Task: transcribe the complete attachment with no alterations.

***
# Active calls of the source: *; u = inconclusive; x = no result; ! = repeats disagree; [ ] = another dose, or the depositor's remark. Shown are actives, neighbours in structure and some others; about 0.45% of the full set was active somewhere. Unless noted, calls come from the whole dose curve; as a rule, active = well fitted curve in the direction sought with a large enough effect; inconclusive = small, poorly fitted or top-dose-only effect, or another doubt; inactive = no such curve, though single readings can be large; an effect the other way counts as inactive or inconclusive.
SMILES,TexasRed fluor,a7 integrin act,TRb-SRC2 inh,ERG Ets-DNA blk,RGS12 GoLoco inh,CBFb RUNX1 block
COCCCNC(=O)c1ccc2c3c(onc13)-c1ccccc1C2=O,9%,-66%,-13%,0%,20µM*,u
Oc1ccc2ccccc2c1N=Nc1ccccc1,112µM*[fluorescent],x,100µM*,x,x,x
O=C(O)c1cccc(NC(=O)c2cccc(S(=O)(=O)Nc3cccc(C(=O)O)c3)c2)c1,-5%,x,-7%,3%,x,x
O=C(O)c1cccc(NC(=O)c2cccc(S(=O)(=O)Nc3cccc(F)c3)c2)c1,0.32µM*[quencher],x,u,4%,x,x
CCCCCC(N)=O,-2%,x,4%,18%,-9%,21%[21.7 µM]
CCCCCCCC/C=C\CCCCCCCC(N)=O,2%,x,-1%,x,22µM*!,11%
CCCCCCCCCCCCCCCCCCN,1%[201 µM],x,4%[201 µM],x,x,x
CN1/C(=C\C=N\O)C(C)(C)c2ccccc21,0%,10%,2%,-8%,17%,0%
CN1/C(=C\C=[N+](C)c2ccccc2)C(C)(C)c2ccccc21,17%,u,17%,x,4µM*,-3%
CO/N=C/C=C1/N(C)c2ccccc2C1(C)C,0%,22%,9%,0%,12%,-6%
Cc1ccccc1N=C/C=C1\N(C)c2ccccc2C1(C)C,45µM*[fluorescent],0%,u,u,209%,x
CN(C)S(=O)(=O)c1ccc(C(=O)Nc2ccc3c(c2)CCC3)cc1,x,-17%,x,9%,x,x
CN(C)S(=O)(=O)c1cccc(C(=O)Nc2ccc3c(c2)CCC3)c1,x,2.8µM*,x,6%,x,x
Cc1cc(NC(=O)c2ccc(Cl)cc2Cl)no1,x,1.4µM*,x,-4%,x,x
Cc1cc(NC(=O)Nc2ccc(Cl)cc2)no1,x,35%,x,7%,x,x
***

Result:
# Active calls of the source: *; u = inconclusive; x = no result; ! = repeats disagree; [ ] = another dose, or the depositor's remark. Shown are actives, neighbours in structure and some others; about 0.45% of the full set was active somewhere. Unless noted, calls come from the whole dose curve; as a rule, active = well fitted curve in the direction sought with a large enough effect; inconclusive = small, poorly fitted or top-dose-only effect, or another doubt; inactive = no such curve, though single readings can be large; an effect the other way counts as inactive or inconclusive.
SMILES,TexasRed fluor,a7 integrin act,TRb-SRC2 inh,ERG Ets-DNA blk,RGS12 GoLoco inh,CBFb RUNX1 block
COCCCNC(=O)c1ccc2c3c(onc13)-c1ccccc1C2=O,9%,-66%,-13%,0%,20µM*,u
Oc1ccc2ccccc2c1N=Nc1ccccc1,112µM*[fluorescent],x,100µM*,x,x,x
O=C(O)c1cccc(NC(=O)c2cccc(S(=O)(=O)Nc3cccc(C(=O)O)c3)c2)c1,-5%,x,-7%,3%,x,x
O=C(O)c1cccc(NC(=O)c2cccc(S(=O)(=O)Nc3cccc(F)c3)c2)c1,0.32µM*[quencher],x,u,4%,x,x
CCCCCC(N)=O,-2%,x,4%,18%,-9%,21%[21.7 µM]
CCCCCCCC/C=C\CCCCCCCC(N)=O,2%,x,-1%,x,22µM*!,11%
CCCCCCCCCCCCCCCCCCN,1%[201 µM],x,4%[201 µM],x,x,x
CN1/C(=C\C=N\O)C(C)(C)c2ccccc21,0%,10%,2%,-8%,17%,0%
CN1/C(=C\C=[N+](C)c2ccccc2)C(C)(C)c2ccccc21,17%,u,17%,x,4µM*,-3%
CO/N=C/C=C1/N(C)c2ccccc2C1(C)C,0%,22%,9%,0%,12%,-6%
Cc1ccccc1N=C/C=C1\N(C)c2ccccc2C1(C)C,45µM*[fluorescent],0%,u,u,209%,x
CN(C)S(=O)(=O)c1ccc(C(=O)Nc2ccc3c(c2)CCC3)cc1,x,-17%,x,9%,x,x
CN(C)S(=O)(=O)c1cccc(C(=O)Nc2ccc3c(c2)CCC3)c1,x,2.8µM*,x,6%,x,x
Cc1cc(NC(=O)c2ccc(Cl)cc2Cl)no1,x,1.4µM*,x,-4%,x,x
Cc1cc(NC(=O)Nc2ccc(Cl)cc2)no1,x,35%,x,7%,x,x